Skip to main content

Two aspects of the web that are driving innovation are collaboration and lowering costs, of which almost any new web service or site provides. Recently Microsoft started the Technical Preview of Microsoft Office Web Apps which includes both of these. Office Web Apps (OWA) enable the editing, sharing, and storing of Microsoft Word, Excel, Powerpoint, and OneNote files online, through most browsers and any operating system.

While Microsoft has not announced the pricing for this service, they have alluded that it will either be free or ad-supported, similar to the other Office Live services. This could reduce greatly costs within your church by reducing the number of licenses of Office that are purchased for individuals that do not need the full functionality that the desktop application offers.

Once this service is launched your church will be able to collaborate within committees and other groups by sharing documents. It also enables several different individuals to edit a document at the same time. For example, if you uploaded your bulletin your music director could change a song, while the pastor inserts a couple notes, and the secretary updates the prayer requests. No more emailing files so that they can insert their information.

You probably are already familiar with Google Docs (which we mentioned on an article here) which provides the same functionality, but Microsoft has implemented several features to draw people away from Google Docs. Microsoft hopes that the consistent interface from the desktop to the web and OWA's tight integration into Office 2010 will encourage users to switch.

OWA was announced almost two years ago and still is just in Technical Preview, so it will be a while longer before it is available to the public. If you would like to investigate it for your church, sign up for a preview here.

Do you see this fostering collaboration and lowering costs at your church? Have you tried the technical preview yet?


I hardly ever use Microsoft Office anymore. Even though I've got it installed, I find Google Docs so much more convenient.

But I've also discovered that it's not easy to transition people to Docs. After using Office products for so many years, the whole concept of Google Docs and online collaboration in general is so strange. So there's the tendency to go back to the tried-and-true method of creating a Word document, attaching it to an email, track changes, and all the other stuff that now drives me nuts.

So I think Microsoft has a real opportunity to bridge that gap and help people move to web-based documents and collaboration...while keeping them in the Office family they know and love.

Any churches fully 'in the cloud' when it comes to meeting agendas, minutes, etc?

Nick Monsma on June 1, 2010

In reply to by anonymous_stub (not verified)

This is very good news. It will be great to have some serious competition to Google docs.

From my perspective in a rural church, it seems like moving the assemblies and committees of the church fully into the cloud is still several years away. It isn't worth moving agendas and minutes into the cloud if there will be a noticeable portion of the committee that won't use the new medium. I've noticed this even with email. At this point, I'm not even sure it is worth me emailing all of the council members the agenda because a noticeable number of them don't rely on email and don't check it daily. They would much prefer a paper agenda.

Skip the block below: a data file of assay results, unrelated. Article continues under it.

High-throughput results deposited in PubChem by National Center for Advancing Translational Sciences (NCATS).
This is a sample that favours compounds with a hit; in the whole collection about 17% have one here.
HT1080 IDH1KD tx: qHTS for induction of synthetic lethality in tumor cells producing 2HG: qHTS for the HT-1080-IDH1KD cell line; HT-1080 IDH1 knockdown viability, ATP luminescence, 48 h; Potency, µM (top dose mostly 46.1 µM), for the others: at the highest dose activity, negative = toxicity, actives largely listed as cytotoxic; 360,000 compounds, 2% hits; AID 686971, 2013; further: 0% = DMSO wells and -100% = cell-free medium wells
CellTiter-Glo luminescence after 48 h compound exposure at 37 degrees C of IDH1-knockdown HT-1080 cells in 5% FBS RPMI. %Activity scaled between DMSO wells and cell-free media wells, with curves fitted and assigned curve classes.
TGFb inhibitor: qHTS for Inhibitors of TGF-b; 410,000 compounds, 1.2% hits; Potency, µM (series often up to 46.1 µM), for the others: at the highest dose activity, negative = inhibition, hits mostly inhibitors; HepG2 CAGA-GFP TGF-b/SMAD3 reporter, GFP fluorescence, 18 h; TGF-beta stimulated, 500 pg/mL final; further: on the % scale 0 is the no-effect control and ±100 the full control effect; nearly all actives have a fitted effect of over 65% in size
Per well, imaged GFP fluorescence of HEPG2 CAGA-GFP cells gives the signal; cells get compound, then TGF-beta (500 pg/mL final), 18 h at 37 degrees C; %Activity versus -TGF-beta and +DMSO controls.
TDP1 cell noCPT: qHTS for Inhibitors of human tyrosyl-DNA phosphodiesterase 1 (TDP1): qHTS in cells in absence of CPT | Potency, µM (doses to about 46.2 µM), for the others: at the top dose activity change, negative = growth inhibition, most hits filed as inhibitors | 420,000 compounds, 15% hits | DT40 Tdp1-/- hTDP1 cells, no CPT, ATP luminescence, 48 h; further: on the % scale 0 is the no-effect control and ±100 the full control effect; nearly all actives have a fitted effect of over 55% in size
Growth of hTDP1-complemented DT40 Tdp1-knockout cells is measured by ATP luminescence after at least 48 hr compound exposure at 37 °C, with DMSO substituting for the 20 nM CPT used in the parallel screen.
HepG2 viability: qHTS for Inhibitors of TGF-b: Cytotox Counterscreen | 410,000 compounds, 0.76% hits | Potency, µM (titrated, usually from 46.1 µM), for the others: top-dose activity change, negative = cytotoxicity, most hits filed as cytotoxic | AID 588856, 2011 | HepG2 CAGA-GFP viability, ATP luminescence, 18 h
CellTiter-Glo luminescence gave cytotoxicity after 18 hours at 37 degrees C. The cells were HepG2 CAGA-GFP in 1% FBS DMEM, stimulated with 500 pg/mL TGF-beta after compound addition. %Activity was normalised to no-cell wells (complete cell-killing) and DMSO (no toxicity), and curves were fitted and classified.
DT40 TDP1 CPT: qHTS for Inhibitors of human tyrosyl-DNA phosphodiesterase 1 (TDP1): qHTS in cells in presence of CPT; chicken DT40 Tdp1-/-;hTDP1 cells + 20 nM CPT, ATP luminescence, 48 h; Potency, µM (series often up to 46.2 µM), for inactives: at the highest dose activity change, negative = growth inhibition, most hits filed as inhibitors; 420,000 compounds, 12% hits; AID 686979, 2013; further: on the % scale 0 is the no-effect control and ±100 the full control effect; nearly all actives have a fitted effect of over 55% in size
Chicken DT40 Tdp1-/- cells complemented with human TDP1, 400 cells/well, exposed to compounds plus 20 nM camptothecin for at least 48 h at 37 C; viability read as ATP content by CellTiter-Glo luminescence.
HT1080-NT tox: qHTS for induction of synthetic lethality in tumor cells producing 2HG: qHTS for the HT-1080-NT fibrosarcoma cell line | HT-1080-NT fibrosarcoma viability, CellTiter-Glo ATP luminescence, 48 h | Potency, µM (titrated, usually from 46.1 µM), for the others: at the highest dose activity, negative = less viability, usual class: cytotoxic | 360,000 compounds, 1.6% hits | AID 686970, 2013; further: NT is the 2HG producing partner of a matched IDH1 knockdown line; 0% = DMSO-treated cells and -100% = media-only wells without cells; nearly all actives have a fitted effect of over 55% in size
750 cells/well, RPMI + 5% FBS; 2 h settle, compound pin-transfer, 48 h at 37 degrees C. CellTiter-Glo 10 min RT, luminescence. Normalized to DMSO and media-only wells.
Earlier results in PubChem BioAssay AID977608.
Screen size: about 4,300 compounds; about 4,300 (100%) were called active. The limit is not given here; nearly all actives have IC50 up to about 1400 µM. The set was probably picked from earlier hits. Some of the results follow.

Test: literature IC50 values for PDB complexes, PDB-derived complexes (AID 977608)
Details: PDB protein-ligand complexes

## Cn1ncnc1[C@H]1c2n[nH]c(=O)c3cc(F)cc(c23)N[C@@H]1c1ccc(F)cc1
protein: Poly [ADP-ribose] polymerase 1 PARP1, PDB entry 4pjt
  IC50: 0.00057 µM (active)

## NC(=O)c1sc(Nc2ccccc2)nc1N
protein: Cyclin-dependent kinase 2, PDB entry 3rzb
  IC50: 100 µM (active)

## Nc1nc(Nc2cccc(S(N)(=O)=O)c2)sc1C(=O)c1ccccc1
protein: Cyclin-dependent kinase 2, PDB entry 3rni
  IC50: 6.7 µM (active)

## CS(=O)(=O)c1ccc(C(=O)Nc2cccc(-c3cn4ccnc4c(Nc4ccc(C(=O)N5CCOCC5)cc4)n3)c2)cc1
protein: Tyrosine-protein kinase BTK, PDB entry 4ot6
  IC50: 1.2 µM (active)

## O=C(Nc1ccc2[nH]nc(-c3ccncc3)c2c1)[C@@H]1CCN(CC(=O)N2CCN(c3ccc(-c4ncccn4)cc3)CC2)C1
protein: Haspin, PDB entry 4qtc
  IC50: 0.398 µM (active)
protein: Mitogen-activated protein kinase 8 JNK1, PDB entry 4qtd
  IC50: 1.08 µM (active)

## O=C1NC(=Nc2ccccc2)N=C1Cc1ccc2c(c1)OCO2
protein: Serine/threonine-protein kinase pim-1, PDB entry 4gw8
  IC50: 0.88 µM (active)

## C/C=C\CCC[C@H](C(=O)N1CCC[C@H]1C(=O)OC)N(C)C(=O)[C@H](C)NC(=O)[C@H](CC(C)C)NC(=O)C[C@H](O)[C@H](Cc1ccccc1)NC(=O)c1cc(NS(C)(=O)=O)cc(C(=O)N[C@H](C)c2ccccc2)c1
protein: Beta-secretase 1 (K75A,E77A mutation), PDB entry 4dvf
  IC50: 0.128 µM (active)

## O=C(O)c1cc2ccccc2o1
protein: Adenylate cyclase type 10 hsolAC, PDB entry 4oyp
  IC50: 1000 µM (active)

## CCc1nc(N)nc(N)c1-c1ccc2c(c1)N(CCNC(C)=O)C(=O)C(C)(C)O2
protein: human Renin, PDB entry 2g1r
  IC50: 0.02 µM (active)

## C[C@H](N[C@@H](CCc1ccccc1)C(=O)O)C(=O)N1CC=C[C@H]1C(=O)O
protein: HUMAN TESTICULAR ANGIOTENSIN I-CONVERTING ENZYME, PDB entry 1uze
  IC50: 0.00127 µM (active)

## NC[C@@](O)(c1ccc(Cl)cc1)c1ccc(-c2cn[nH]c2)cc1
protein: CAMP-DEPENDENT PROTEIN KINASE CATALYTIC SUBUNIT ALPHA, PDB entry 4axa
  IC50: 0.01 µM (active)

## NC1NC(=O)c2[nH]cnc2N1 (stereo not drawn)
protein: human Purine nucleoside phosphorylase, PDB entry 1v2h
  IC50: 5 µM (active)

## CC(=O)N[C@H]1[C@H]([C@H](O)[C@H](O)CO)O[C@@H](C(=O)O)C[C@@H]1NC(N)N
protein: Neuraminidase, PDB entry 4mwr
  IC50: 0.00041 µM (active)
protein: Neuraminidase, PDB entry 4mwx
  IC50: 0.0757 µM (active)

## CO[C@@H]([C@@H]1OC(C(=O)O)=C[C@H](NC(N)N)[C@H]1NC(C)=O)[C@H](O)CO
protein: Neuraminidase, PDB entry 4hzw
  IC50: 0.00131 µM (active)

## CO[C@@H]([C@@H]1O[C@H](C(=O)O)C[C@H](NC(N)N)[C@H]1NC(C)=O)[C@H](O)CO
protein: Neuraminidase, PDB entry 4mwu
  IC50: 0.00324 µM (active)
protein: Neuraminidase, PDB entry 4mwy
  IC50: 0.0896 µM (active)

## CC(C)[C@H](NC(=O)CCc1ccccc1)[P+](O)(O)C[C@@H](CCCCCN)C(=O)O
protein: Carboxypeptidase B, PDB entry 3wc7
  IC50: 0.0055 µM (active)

I'm eager to use the cloud for agendas and minutes because it would make the work of committees so much easier. But it would only do so if everybody is on board. For that reason, I'm glad Microsoft is going to be pushing Office users in that direction. The sooner the better!

David Teitsma on June 1, 2010

In reply to by anonymous_stub (not verified)

Nick, Good point about Google having some serious competition. Competition will speed up Google and Microsoft's development of their products and will only benefit us, the users.

Tim, I'm eager to see the integration with Office and the Web app. I hope they make it easy, but I'm leery because this is Microsoft.

Another competitor to Microsoft Office is Open Office which is free and compatible. Third world countries love such software!

I have found that any company which sells you something designs it so that everyone 'needs' to purchase similar items every three years.

I do not trust Microsoft, nor Google web based or not. It is likely that in three years most of what you have now will be incompatible with what comes next.

Who has a strategy that avoids such costs?

Hey, Dave, you beat Mashable to the punch! Some good points made in their article and comment stream:

Let's Discuss

We love your comments! Thank you for helping us uphold the Community Guidelines to make this an encouraging and respectful community for everyone.

Login or Register to Comment

We want to hear from you.

Connect to The Network and add your own question, blog, resource, or job.

Add Your Post